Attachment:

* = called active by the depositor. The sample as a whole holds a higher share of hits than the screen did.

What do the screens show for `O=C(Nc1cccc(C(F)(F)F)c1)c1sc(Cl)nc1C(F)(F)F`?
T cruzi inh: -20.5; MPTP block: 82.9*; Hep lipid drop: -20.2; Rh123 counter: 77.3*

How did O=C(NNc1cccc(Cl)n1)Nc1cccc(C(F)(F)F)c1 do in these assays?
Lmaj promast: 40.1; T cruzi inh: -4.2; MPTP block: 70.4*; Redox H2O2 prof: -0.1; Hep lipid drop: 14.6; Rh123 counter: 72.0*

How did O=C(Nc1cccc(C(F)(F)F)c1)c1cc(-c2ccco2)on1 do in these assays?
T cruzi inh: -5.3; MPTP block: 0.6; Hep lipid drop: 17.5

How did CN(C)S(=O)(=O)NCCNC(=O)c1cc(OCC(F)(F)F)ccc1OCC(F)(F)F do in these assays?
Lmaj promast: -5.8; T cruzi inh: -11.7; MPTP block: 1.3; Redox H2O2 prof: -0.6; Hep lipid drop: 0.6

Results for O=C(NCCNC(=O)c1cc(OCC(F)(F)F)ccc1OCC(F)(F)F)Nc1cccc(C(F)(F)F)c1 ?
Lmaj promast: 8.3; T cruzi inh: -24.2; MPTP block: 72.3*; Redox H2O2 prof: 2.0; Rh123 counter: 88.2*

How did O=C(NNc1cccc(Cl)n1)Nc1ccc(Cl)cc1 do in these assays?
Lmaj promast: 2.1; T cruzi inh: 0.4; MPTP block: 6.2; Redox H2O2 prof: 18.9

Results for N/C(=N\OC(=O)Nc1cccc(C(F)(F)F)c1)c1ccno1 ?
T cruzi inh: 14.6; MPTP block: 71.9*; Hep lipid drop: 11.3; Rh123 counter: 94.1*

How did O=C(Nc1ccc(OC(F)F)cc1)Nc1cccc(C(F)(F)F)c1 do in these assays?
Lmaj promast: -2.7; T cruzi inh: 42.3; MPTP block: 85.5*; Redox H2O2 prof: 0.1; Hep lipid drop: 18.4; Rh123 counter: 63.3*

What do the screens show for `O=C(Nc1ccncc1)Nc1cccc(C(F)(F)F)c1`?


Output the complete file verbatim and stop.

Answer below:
* = called active by the depositor. The sample as a whole holds a higher share of hits than the screen did.

What do the screens show for `O=C(Nc1cccc(C(F)(F)F)c1)c1sc(Cl)nc1C(F)(F)F`?
T cruzi inh: -20.5; MPTP block: 82.9*; Hep lipid drop: -20.2; Rh123 counter: 77.3*

How did O=C(NNc1cccc(Cl)n1)Nc1cccc(C(F)(F)F)c1 do in these assays?
Lmaj promast: 40.1; T cruzi inh: -4.2; MPTP block: 70.4*; Redox H2O2 prof: -0.1; Hep lipid drop: 14.6; Rh123 counter: 72.0*

How did O=C(Nc1cccc(C(F)(F)F)c1)c1cc(-c2ccco2)on1 do in these assays?
T cruzi inh: -5.3; MPTP block: 0.6; Hep lipid drop: 17.5

How did CN(C)S(=O)(=O)NCCNC(=O)c1cc(OCC(F)(F)F)ccc1OCC(F)(F)F do in these assays?
Lmaj promast: -5.8; T cruzi inh: -11.7; MPTP block: 1.3; Redox H2O2 prof: -0.6; Hep lipid drop: 0.6

Results for O=C(NCCNC(=O)c1cc(OCC(F)(F)F)ccc1OCC(F)(F)F)Nc1cccc(C(F)(F)F)c1 ?
Lmaj promast: 8.3; T cruzi inh: -24.2; MPTP block: 72.3*; Redox H2O2 prof: 2.0; Rh123 counter: 88.2*

How did O=C(NNc1cccc(Cl)n1)Nc1ccc(Cl)cc1 do in these assays?
Lmaj promast: 2.1; T cruzi inh: 0.4; MPTP block: 6.2; Redox H2O2 prof: 18.9

Results for N/C(=N\OC(=O)Nc1cccc(C(F)(F)F)c1)c1ccno1 ?
T cruzi inh: 14.6; MPTP block: 71.9*; Hep lipid drop: 11.3; Rh123 counter: 94.1*

How did O=C(Nc1ccc(OC(F)F)cc1)Nc1cccc(C(F)(F)F)c1 do in these assays?
Lmaj promast: -2.7; T cruzi inh: 42.3; MPTP block: 85.5*; Redox H2O2 prof: 0.1; Hep lipid drop: 18.4; Rh123 counter: 63.3*

What do the screens show for `O=C(Nc1ccncc1)Nc1cccc(C(F)(F)F)c1`?